In my latest column for AIER, I discuss three principles of international trade. This column is the first in a four-part series to be completed before January 20th, 2021. A slice:
If no one bats an eye when your neighbor in Nashville trades in the 2011 Chevy that he bought ten years ago in order to buy a 2021 Ford today, why should anyone bat an eye if your neighbor today buys instead a 2021 Toyota? In both cases your neighbor acts to get the most value for his money; in both cases a seller voluntarily satisfies your neighbor’s demand. And in both cases the trade is carried out by individuals. There’s no special involvement of governments or any collective. Your neighbor buys, and the auto-dealership’s owner (using a salesperson as an agent) sells.
That the Toyota vehicle is assembled in Japan, while the Ford vehicle is assembled in Michigan, is irrelevant. No one who observes the single transaction through which your neighbor purchases an automobile from Toyota would describe the exchange as “America trading with Japan.”
Your neighbor, of course, isn’t the only American to buy an automobile from a foreign manufacturer. Each day, many Americans do so. Likewise, many Americans daily buy other kinds of goods and services from foreign suppliers, just as many foreigners daily buy a wide variety of goods and services from American suppliers. Yet each such exchange is its own event, conducted voluntarily by flesh-and-blood buyers and sellers. These exchanges differ in no essential respects from your neighbor buying a vehicle from Toyota. If in none of these individual exchanges there is any evidence of “America” trading with “Japan,” summing these exchanges together does not result in “America” trading with “Japan.”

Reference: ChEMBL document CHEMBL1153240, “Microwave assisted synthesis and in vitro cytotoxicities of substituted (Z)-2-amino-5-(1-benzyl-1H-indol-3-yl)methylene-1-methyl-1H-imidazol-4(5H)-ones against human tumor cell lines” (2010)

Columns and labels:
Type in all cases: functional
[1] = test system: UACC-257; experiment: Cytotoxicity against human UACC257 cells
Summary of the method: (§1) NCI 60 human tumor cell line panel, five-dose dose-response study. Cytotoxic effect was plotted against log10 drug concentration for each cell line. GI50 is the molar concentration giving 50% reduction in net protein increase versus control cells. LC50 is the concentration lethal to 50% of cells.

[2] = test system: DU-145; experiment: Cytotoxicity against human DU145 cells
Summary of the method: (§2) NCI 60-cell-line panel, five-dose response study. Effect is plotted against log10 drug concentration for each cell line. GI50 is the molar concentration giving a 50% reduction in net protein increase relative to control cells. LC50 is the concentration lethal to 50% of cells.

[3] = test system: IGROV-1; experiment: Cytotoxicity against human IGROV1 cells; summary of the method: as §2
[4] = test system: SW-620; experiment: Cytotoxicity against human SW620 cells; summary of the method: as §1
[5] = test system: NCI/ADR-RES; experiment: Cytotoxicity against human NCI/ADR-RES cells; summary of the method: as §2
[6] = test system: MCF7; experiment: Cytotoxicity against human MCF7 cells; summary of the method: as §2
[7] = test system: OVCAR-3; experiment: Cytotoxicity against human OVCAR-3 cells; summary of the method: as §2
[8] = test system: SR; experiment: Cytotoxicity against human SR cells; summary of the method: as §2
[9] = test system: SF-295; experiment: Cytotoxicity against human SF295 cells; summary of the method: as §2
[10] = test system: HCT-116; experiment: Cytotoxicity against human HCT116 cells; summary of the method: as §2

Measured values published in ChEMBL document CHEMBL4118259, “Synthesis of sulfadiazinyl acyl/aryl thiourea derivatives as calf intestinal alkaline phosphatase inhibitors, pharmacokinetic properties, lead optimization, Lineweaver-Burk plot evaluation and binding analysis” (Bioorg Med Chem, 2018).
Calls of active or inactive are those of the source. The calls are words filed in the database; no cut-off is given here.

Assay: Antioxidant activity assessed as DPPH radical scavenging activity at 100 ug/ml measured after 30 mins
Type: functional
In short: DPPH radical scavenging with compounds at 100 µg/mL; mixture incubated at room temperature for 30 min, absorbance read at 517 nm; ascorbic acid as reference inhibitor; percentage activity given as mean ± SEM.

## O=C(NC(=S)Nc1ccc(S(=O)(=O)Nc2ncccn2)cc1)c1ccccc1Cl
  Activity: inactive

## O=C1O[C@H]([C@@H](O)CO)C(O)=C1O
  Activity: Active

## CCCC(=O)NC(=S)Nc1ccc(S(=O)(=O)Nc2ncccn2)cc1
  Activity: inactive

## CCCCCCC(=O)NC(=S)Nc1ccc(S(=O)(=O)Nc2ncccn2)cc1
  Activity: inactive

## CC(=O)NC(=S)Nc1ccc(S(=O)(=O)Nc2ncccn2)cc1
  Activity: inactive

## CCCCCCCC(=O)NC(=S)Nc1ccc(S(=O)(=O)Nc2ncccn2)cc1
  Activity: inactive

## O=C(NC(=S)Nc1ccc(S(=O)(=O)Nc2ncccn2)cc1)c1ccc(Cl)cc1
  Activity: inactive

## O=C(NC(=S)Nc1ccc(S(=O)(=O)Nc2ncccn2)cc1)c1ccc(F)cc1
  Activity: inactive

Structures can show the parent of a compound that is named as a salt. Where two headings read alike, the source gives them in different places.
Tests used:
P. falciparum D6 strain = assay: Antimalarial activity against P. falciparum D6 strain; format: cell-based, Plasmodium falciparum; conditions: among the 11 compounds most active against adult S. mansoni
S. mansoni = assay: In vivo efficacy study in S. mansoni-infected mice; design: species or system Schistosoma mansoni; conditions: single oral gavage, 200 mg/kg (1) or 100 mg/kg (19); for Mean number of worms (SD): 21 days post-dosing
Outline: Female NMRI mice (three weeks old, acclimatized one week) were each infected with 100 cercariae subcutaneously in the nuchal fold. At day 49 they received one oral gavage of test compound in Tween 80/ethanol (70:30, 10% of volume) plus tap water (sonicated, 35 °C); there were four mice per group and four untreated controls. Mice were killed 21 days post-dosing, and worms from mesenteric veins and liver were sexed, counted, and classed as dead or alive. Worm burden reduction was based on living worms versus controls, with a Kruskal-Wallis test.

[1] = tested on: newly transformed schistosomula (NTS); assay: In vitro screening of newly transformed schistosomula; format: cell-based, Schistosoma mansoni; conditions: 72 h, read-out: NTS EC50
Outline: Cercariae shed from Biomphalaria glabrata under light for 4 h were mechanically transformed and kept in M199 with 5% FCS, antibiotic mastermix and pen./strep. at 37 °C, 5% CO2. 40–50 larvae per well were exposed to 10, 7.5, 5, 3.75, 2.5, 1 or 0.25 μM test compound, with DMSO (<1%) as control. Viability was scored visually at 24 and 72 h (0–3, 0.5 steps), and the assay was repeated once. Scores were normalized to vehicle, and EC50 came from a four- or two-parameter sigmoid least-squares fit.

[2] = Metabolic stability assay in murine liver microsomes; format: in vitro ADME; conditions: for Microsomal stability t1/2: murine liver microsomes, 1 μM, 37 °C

It’s just people trading with people. Period.